Voters in Saanich North and the Islands received not one but two opportunities Thursday to learn more about the trio of candidates running in the provincial election scheduled for Oct. 24.
Incumbent BC Greens MLA Adam Olsen, New Democratic Zeb King and BC Liberal Stephen Roberts faced off in two all-candidates forums including an in-person event organized by the North Saanich Residents Association (NSRA) at a local church with president John Kafka moderating.
The format of that event saw candidates respond to three questions they had received in advance before responding to nine questions on topics ranging from municipal-provincial relations to local shoreline issues in the face of climate change. While this format did not allow for direct exchanges between the candidates, they nonetheless tried to draw sharp differences in their answers.
Olsen used the opening portion of the forum to say he would use a hypothetical $10 million gift from the provincial government for North Saanich to improve public transit among other projects, to broadly defend the speculation tax, and to call on the provincial government to improve the local supply of primary physicians in praising the work of the Shoreline Medical Society,
King said he would like to see that hypothetical money go toward child care among other projects, defended the speculation tax by stressing his opposition for local exemptions as Central Saanich councillor, while touting larger New Democratic investments in health care at large that reversed changes by the BC Liberals during their time in government.
Roberts (returning to the subject later as well) said he would use the hypothetical money to help build a second boat lunch among other projects, denounced the speculation tax as unnecessary and economically harmful, and accused the New Democrats of not having done to train more primary physicians (as the BC Liberals had done).
Of considerable interest was the dynamic between Olsen and King, two former colleagues on Central Saanich council, each representing parties that until recently were subject to a supply and confidence agreement that lasted three years until last month’s dissolution of the provincial legislature at the behest of the New Democratic leader John Horgan.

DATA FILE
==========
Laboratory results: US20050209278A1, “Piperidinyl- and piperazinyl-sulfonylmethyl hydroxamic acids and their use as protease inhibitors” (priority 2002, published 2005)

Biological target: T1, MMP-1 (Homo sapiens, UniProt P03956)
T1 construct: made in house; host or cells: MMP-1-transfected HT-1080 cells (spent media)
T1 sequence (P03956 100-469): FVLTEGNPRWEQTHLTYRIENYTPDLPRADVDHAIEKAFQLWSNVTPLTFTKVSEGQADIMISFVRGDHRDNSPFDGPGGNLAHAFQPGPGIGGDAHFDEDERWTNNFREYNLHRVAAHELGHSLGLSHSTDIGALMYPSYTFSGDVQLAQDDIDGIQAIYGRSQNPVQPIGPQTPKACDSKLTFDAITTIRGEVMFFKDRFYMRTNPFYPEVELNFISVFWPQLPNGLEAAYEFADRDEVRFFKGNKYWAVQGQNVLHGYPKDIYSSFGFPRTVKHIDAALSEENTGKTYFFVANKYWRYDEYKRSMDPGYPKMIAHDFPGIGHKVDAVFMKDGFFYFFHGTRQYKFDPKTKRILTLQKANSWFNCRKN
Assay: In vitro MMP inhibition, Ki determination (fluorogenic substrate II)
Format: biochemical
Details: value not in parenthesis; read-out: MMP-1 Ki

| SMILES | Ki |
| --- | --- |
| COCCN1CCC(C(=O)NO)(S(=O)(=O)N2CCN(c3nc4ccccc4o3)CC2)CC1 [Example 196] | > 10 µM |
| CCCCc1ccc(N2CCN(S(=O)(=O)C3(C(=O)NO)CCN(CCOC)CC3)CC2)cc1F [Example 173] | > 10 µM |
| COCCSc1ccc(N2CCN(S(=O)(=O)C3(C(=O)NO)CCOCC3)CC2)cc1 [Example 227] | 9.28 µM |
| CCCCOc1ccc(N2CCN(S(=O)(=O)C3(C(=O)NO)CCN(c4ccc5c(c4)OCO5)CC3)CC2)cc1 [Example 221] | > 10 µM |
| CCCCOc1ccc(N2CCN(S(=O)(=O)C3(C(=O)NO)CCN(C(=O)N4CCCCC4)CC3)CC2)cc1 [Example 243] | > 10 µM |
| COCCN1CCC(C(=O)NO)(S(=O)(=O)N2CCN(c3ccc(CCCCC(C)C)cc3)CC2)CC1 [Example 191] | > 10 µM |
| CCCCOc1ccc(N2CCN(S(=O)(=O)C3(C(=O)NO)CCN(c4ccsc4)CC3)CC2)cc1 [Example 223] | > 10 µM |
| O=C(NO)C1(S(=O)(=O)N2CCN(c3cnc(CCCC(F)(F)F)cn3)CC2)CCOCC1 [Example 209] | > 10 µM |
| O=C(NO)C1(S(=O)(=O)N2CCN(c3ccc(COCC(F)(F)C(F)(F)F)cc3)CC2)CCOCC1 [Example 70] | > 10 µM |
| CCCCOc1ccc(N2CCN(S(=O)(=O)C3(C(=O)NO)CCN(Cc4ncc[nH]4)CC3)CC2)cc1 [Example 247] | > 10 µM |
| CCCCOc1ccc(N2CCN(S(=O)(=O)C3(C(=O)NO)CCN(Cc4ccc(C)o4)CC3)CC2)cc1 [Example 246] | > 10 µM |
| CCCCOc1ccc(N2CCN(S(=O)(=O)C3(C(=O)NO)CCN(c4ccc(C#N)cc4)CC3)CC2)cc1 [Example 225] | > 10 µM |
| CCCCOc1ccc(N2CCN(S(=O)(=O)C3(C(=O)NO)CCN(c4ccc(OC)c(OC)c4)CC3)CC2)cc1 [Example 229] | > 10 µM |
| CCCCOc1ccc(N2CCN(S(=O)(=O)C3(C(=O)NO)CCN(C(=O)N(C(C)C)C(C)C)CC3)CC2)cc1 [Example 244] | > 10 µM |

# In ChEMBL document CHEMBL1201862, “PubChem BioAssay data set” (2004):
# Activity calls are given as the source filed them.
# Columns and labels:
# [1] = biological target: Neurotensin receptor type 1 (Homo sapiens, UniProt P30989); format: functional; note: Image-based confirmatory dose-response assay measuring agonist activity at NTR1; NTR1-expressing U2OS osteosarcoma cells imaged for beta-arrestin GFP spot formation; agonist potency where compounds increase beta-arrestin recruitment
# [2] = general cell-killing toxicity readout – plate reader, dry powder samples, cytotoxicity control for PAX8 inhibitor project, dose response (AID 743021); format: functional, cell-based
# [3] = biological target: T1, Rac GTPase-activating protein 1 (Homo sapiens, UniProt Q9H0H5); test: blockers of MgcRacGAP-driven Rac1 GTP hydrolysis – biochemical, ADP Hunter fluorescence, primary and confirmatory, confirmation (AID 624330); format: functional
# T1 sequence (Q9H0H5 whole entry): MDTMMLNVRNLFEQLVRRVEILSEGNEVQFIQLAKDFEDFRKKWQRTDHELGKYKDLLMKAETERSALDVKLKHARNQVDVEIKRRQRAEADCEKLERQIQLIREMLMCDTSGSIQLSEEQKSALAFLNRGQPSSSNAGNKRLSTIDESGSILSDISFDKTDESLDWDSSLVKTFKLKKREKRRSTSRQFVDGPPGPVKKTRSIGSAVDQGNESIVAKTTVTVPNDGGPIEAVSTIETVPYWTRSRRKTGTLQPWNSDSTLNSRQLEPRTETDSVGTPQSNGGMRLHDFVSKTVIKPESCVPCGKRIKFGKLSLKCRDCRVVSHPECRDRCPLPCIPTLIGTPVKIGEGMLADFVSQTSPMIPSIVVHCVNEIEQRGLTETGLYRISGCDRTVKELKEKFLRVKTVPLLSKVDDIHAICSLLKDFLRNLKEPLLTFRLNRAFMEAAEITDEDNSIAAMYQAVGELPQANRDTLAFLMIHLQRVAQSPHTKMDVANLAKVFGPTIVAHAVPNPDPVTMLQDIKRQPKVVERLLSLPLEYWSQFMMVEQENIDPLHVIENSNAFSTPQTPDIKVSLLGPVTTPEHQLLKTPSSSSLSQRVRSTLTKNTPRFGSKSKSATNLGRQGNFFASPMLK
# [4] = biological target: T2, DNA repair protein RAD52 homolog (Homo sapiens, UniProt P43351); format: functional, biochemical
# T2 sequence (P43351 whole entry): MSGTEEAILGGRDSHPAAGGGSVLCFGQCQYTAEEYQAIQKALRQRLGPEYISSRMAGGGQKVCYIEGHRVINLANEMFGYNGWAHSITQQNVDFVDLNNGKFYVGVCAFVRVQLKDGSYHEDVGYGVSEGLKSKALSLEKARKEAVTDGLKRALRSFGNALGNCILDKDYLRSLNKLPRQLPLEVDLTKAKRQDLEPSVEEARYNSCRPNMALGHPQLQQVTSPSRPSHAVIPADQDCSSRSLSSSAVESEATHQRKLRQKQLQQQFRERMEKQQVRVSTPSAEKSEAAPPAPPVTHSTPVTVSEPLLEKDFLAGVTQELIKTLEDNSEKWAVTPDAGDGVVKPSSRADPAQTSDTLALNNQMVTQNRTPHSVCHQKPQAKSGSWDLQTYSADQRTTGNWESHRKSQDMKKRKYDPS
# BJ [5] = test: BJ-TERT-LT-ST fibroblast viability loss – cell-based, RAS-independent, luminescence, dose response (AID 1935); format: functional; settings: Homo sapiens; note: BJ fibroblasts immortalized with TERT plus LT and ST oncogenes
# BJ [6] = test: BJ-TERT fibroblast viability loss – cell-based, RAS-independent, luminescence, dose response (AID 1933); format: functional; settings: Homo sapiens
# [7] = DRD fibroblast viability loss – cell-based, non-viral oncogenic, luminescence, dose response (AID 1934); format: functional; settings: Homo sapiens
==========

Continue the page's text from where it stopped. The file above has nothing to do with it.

King frequently used his time to defend the government’s record on broad provincial issues like raw log exports and its response to the COVID-19 pandemic by mentioning health minister Adrian Dix in the same breath as chief public health officer Bonnie Henry.
At the same time, he stressed his environmental credentials and highlighted areas where the Greens did not support New Democratic initiatives but without mentioning their name by speaking of the “other parties” while promising action on local issues like securing a second boat lunch, provided that local residents elect him as part of a future NDP government.
Olsen for his part highlighted his accessibility to local constituents and familiarity with local industry, stressing his role as a local spokesperson on issues such wildfire safety among others. At the time same, he sought to put distance between the Greens and the New Democrats on issues like the speculation tax, whose initial rollout he described as a “absolute mess” that required fixing (while supporting the tax broadly). He also openly attacked the New Democrats on education accusing them of doing the bare minimum and economic management in accusing them of wanting to “frack, log, and dredge” the province.
Olsen then used his closing statement to make his case for a “robust” government response with “strength on every bench” and “not a majority government that can stuff through whatever it wants with dozens of obedient MLAs.” Olsen then presented himself as a skillful individual legislator, who held the New Democratic minority accountable, while working with it in “good faith,” a less than subtle critique of the election call.
Roberts also made a similar point. Voters should not reward New Democrats for their “craven” and “grossly opportunistic” election in arguing that the governance of the New Democrats has been a “disaster,” having failed to deliver on promises like $10-a-day daycare.
King for his part promised that New Democrats would govern with an eye toward creating an “compassionate society” in responding to the economic, environmental and public health crises currently unfolding simultaneously. He had also earlier made the broader point that New Democrats would be pragmatic if returned to government insofar they would not let “the perfect be the enemy of the good.”
The trio had faced off earlier Thursday afternoon for 90 minutes during a virtual all-candidates forum organized by the Saanich Peninsula Chamber of Commerce with long-time Sidney resident Stasia Hartley, area director for private home care Bayshore Home Health and member of Sidney’s economic advisory committee, serving as moderator.
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